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Monday, June 9, 2014

Review: Things We Set On Fire by Deborah Reed





A series of tragedies brings Vivvie's young grandchildren into her custody, and her two estranged daughters back under one roof. Jackson, Vivvie’s husband, was shot and killed thirty years ago, and the ramifications have splintered the family into their own isolated remembrances and recriminations.
 
Sisters Elin and Kate fought mercilessly in childhood and have avoided each other for years. Elin seems like the last person to watch her sister convalesce after an attempted suicide. But Elin has her own reasons for coming to Kate's side and will soon discover Kate’s own staggering needs.

This deeply personal, hauntingly melancholy look at the damages families inflict on each other—and the healing that only they can provide—is filled with flinty, flawed, and complex people stumbling toward some kind of peace. Like Elizabeth Strout and Kazuo Ishiguro, Deborah Reed understands a story, and its inhabitants reveal themselves in the subtleties: the space between the thoughts, the sigh behind the smile, and the unreliable lies people tell themselves that ultimately reveal the deepest truths.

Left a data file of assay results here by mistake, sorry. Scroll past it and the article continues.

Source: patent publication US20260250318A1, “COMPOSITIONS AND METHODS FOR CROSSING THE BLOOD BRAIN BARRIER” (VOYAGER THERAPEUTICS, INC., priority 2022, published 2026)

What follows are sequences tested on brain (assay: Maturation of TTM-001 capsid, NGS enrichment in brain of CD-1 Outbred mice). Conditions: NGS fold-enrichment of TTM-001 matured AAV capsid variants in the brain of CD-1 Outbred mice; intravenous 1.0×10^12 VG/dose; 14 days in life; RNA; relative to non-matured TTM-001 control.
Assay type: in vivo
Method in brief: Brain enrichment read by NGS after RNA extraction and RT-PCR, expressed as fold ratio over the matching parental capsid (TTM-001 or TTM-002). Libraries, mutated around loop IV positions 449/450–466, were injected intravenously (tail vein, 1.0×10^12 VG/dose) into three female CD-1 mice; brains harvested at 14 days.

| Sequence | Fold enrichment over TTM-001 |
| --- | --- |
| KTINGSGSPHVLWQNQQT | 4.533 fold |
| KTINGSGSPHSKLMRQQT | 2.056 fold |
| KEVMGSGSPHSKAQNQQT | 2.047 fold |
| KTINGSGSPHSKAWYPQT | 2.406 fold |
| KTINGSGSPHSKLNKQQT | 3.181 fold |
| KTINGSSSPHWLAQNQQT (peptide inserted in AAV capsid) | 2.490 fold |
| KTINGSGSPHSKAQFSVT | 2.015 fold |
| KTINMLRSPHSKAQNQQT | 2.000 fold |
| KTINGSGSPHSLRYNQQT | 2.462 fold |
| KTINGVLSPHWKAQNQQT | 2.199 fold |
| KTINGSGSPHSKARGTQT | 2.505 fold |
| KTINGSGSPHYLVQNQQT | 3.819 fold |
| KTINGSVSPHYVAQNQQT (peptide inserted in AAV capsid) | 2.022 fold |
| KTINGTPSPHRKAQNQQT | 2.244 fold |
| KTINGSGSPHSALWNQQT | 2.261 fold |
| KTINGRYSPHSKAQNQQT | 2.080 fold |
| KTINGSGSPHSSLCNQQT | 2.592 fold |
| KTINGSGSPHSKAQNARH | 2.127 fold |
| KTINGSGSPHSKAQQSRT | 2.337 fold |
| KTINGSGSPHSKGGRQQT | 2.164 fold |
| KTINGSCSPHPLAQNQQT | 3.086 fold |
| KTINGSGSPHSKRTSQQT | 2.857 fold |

The Things We Set on Fire is a character book. The book focuses on telling you the story of three generations of women thrown back together and how their interconnected lives unfold when they are forced to not only face each other, but all the things they ran away from. The characters Reed created are both vibrant and authentic. There is an unmistakable truth to them. They aren't written for you to like or love or even relate to...they are written merely in the vein of feeling real. As the novel picks up speed, you will find yourself drawn to them because Reed goes to great lengths to explain them to you, to tell you precisely what it is that makes them so broken so you can understand and care.
 
The story does not allow the reader to skim, but I found that I embraced a slower pace of reading because the story was intriguing, and (again) it is so well written. I was pleasantly surprised at how good the book was. The reader will really come to know the characters. They are all real; flawed, yet attempting to overcome their defects. The message received is.... life is short, try to be your best for yourself and those around you.

Things We Set on Fire is a beautifully written book, but the things that make this novel beautiful--the use of very descriptive language, describes even the most minute details--also prove to be the novel's primary issue. The language is redundant, at time  and causes the book,to drag a little. I found myself  almost losing track of the story because I was so distracted by the long detailed descriptions. I liked this book very much...but I really wanted to love it. The Things We Set on Fire is well worth the read and I think that Deborah Reed's fans will love this book and I also think she will have an entire to fan base due to this book.